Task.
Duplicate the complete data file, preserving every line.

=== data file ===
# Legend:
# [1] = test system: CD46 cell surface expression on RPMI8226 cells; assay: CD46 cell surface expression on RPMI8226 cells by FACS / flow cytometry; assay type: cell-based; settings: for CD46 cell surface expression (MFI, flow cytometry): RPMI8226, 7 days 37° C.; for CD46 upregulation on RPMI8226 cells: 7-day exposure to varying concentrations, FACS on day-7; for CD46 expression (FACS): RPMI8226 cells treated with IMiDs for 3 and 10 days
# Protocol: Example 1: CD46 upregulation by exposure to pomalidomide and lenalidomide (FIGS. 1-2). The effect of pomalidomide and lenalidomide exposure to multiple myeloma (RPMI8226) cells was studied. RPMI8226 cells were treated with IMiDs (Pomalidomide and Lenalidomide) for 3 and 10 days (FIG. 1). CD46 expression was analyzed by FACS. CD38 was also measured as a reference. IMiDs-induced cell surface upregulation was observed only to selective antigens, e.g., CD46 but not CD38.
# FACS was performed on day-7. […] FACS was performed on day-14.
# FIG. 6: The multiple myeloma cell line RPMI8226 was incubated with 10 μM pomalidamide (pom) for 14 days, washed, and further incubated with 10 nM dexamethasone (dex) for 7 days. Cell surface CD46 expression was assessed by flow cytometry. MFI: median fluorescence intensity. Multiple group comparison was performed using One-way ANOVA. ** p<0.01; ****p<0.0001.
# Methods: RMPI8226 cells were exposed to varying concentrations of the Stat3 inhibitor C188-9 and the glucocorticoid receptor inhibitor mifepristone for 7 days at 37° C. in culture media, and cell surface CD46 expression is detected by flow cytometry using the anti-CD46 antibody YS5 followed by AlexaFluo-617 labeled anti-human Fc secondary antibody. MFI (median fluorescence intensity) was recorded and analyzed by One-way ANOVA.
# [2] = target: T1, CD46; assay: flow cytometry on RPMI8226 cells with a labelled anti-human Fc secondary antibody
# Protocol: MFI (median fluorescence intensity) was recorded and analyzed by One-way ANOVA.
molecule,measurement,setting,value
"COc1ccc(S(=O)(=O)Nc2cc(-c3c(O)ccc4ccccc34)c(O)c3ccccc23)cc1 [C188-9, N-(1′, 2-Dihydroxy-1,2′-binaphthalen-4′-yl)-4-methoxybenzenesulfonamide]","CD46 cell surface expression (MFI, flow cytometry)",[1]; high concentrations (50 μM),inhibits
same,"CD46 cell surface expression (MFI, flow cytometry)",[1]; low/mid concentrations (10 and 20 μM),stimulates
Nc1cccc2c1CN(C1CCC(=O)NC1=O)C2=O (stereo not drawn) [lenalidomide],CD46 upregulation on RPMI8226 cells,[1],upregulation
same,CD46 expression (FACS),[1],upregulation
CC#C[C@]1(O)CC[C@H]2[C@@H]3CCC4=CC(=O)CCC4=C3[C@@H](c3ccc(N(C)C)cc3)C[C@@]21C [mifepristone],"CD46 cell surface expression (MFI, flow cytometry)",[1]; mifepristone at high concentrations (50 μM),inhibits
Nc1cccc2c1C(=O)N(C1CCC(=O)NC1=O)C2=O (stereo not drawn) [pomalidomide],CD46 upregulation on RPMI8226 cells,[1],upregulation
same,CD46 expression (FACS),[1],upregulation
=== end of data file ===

# Legend:
# [1] = test system: CD46 cell surface expression on RPMI8226 cells; assay: CD46 cell surface expression on RPMI8226 cells by FACS / flow cytometry; assay type: cell-based; settings: for CD46 cell surface expression (MFI, flow cytometry): RPMI8226, 7 days 37° C.; for CD46 upregulation on RPMI8226 cells: 7-day exposure to varying concentrations, FACS on day-7; for CD46 expression (FACS): RPMI8226 cells treated with IMiDs for 3 and 10 days
# Protocol: Example 1: CD46 upregulation by exposure to pomalidomide and lenalidomide (FIGS. 1-2). The effect of pomalidomide and lenalidomide exposure to multiple myeloma (RPMI8226) cells was studied. RPMI8226 cells were treated with IMiDs (Pomalidomide and Lenalidomide) for 3 and 10 days (FIG. 1). CD46 expression was analyzed by FACS. CD38 was also measured as a reference. IMiDs-induced cell surface upregulation was observed only to selective antigens, e.g., CD46 but not CD38.
# FACS was performed on day-7. […] FACS was performed on day-14.
# FIG. 6: The multiple myeloma cell line RPMI8226 was incubated with 10 μM pomalidamide (pom) for 14 days, washed, and further incubated with 10 nM dexamethasone (dex) for 7 days. Cell surface CD46 expression was assessed by flow cytometry. MFI: median fluorescence intensity. Multiple group comparison was performed using One-way ANOVA. ** p<0.01; ****p<0.0001.
# Methods: RMPI8226 cells were exposed to varying concentrations of the Stat3 inhibitor C188-9 and the glucocorticoid receptor inhibitor mifepristone for 7 days at 37° C. in culture media, and cell surface CD46 expression is detected by flow cytometry using the anti-CD46 antibody YS5 followed by AlexaFluo-617 labeled anti-human Fc secondary antibody. MFI (median fluorescence intensity) was recorded and analyzed by One-way ANOVA.
# [2] = target: T1, CD46; assay: flow cytometry on RPMI8226 cells with a labelled anti-human Fc secondary antibody
# Protocol: MFI (median fluorescence intensity) was recorded and analyzed by One-way ANOVA.
molecule,measurement,setting,value
"COc1ccc(S(=O)(=O)Nc2cc(-c3c(O)ccc4ccccc34)c(O)c3ccccc23)cc1 [C188-9, N-(1′, 2-Dihydroxy-1,2′-binaphthalen-4′-yl)-4-methoxybenzenesulfonamide]","CD46 cell surface expression (MFI, flow cytometry)",[1]; high concentrations (50 μM),inhibits
same,"CD46 cell surface expression (MFI, flow cytometry)",[1]; low/mid concentrations (10 and 20 μM),stimulates
Nc1cccc2c1CN(C1CCC(=O)NC1=O)C2=O (stereo not drawn) [lenalidomide],CD46 upregulation on RPMI8226 cells,[1],upregulation
same,CD46 expression (FACS),[1],upregulation
CC#C[C@]1(O)CC[C@H]2[C@@H]3CCC4=CC(=O)CCC4=C3[C@@H](c3ccc(N(C)C)cc3)C[C@@]21C [mifepristone],"CD46 cell surface expression (MFI, flow cytometry)",[1]; mifepristone at high concentrations (50 μM),inhibits
Nc1cccc2c1C(=O)N(C1CCC(=O)NC1=O)C2=O (stereo not drawn) [pomalidomide],CD46 upregulation on RPMI8226 cells,[1],upregulation
same,CD46 expression (FACS),[1],upregulation